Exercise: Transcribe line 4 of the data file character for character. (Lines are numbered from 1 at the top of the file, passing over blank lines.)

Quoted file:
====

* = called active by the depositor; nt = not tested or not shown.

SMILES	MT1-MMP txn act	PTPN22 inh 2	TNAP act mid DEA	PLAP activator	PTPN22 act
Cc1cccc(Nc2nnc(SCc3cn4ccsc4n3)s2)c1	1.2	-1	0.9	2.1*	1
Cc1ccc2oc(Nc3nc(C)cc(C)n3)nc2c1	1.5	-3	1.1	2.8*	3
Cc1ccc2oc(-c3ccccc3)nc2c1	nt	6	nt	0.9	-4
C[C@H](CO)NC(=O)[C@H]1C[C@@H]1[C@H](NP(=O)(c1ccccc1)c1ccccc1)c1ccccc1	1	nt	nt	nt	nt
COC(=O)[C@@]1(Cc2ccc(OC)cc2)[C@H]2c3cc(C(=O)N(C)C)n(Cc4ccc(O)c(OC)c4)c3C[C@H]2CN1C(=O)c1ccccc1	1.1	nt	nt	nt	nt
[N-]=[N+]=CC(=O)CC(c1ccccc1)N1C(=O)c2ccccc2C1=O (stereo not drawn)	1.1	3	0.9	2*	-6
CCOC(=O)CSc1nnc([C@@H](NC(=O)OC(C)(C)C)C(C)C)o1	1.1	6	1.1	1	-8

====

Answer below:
Cc1ccc2oc(Nc3nc(C)cc(C)n3)nc2c1	1.5	-3	1.1	2.8*	3